The dose response of taurine on aerobic and strength exercises: a systematic review

Qi Chen, Zheng Li, Ricardo A. Pinho, Ramesh C. Gupta, Ukadike C. Ugbolue, Anand Thirupathi*, Yaodong Gu*

*Corresponding author for this work

Research output: Contribution to journalReview articlepeer-review

8 Citations (Scopus)
23 Downloads (Pure)


Taurine is a naturally occurring amino acid involved in various functions, including regulating ion channels, cell volume, and membrane stabilization. However, how this molecule orchestrates such functions is unknown, particularly the dose response in exercised muscles. Therefore, this review aimed to systematically review the dose response of taurine on both aerobic and strength exercise performance. In accordance with the Preferred Reporting Items for Systematic Reviews and Meta-Analyses (PRISMA) statement, relevant articles were sought on PubMed, Medline, Web of Science, and Google Scholar using related terms, including taurine, exercise performance, exercise, muscle, physical training, running, strength, endurance exercise, resistance exercise, aerobic exercise, and swimming. Ten articles were retrieved, reviewed, and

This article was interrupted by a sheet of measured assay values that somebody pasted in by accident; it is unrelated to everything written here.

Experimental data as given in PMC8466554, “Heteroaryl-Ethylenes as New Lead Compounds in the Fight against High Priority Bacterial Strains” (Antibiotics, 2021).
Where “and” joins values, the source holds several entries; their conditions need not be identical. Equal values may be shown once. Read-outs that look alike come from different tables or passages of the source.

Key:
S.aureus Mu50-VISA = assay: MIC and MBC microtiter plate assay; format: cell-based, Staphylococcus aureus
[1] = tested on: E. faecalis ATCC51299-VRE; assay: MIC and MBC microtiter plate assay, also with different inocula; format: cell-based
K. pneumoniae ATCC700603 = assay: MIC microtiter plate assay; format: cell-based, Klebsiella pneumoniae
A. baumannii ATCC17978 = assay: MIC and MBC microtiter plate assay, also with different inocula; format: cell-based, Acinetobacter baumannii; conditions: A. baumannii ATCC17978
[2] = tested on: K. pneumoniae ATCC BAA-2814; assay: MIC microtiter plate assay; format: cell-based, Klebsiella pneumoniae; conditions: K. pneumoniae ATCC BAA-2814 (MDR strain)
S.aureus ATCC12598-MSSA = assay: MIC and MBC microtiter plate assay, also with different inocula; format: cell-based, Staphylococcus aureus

subjected to systematic analysis. The following parameters were used to assess exercise performance in the selected studies: creatine kinase (CK), lactic acid dehydrogenase, carbohydrate, fat, glycerol, malondialdehyde, enzymatic antioxidants, blood pH, taurine level, and muscular strength. From the selected literature, we observed that taurine supplementation (2 g three times daily) with exercise can decrease DNA damage. Furthermore, 1 g of acute taurine administration before or after exercise can decrease lactate levels. However, acute administration of taurine (6 g) at a high dose before the start of exercise had no effect on reducing lactate level, but increased glycerol levels, suggesting that taurine could be an effective agent for prolonged activities, particularly at
higher intensities. However, further studies are warranted to establish the role of taurine in fat metabolism during exercise. Finally, we observed that a low dose of taurine (0.05 g) before performing strength enhancing exercises can decrease muscular fatigue and increase enzymatic antioxidants.
Original languageEnglish
Article number700352
Number of pages11
JournalFrontiers in Physiology
Publication statusPublished - 18 Aug 2021


  • taurine
  • exercise
  • muscle
  • oxidative stress
  • antioxidants


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